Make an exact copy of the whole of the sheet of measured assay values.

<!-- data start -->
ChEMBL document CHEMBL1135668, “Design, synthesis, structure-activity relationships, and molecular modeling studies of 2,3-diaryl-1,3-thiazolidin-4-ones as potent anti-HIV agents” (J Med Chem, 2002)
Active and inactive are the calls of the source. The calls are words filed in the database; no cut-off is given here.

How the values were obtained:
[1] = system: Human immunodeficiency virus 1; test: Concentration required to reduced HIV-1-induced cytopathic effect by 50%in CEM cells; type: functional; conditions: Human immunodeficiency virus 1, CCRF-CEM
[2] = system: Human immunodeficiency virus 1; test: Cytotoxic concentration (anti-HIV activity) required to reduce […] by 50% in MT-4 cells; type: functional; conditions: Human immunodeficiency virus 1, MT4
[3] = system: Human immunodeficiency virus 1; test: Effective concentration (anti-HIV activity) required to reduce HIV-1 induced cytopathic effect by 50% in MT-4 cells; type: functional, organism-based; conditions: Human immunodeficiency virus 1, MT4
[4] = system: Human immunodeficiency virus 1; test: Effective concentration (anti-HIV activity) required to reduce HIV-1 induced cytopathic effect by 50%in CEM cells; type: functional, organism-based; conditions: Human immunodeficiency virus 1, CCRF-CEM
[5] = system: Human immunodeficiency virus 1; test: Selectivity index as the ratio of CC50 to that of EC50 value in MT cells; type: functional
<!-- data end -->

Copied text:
ChEMBL document CHEMBL1135668, “Design, synthesis, structure-activity relationships, and molecular modeling studies of 2,3-diaryl-1,3-thiazolidin-4-ones as potent anti-HIV agents” (J Med Chem, 2002)
Active and inactive are the calls of the source. The calls are words filed in the database; no cut-off is given here.

How the values were obtained:
[1] = system: Human immunodeficiency virus 1; test: Concentration required to reduced HIV-1-induced cytopathic effect by 50%in CEM cells; type: functional; conditions: Human immunodeficiency virus 1, CCRF-CEM
[2] = system: Human immunodeficiency virus 1; test: Cytotoxic concentration (anti-HIV activity) required to reduce […] by 50% in MT-4 cells; type: functional; conditions: Human immunodeficiency virus 1, MT4
[3] = system: Human immunodeficiency virus 1; test: Effective concentration (anti-HIV activity) required to reduce HIV-1 induced cytopathic effect by 50% in MT-4 cells; type: functional, organism-based; conditions: Human immunodeficiency virus 1, MT4
[4] = system: Human immunodeficiency virus 1; test: Effective concentration (anti-HIV activity) required to reduce HIV-1 induced cytopathic effect by 50%in CEM cells; type: functional, organism-based; conditions: Human immunodeficiency virus 1, CCRF-CEM
[5] = system: Human immunodeficiency virus 1; test: Selectivity index as the ratio of CC50 to that of EC50 value in MT cells; type: functional